There were thirty keys on the bunch and it was the twenty third that opened Aunty Joan’s room. I unlocked the door, still a little worried that she may be inside sleeping, and that I would give her a terrible fright.
She wasn’t in her room. I shut the door behind me and turned the light on. There was a double bed, a bin filled with fish and chip wrappings, Irn Bru cans and bits or ripped paper. A fifty inch plasma screen television was bolted to the wall opposite the bed, and a fully stocked mini bar took up the entire left hand corner of the room. I almost walked straight out again, desperate to get away from the stench of fried food and cigarettes, but then I noticed that Aunty Joan had already packed her suitcases, and that there were several documents resting beside them.
I looked at the passport. It was newly issued. Her surname was Miller. Her birthday was in January. She was born in Glasgow.
The British Airways ticket – to Canada – was for Saturday, as she’d said.
Underneath the ticket was an unopened envelope. Inside were ten one hundred pound traveller’s cheques. Replacing the traveller’s cheques, I noticed another piece of paper. When I took it out of the envelope, I realised it was a cheque, made out to Joan Miller… for £500,000. It was signed Barbara Hopwood and was post dated till Saturday.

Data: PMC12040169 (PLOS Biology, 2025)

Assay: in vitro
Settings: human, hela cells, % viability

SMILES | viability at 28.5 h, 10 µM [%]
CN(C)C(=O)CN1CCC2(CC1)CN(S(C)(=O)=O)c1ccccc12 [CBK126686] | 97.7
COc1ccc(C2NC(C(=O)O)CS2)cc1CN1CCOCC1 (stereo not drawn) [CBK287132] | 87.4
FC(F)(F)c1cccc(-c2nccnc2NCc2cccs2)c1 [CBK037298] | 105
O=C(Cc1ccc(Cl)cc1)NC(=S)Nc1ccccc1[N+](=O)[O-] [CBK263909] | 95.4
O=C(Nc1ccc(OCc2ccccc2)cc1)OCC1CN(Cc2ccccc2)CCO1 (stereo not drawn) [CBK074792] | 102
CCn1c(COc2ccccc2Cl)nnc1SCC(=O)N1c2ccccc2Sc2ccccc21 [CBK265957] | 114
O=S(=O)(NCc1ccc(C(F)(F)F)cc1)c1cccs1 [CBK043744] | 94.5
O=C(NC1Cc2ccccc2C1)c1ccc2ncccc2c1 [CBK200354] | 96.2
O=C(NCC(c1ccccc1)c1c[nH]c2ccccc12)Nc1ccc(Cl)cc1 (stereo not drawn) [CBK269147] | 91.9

Half a million pounds. Five hundred thousand pounds… I said it out loud a couple of times to get my head around it. I even counted the noughts, to make sure there really were five of them. Where the hell would my mother, a freelance researcher who purported to have no savings, get half a million pounds from? And if she did have money, why would she give it to Aunty Joan?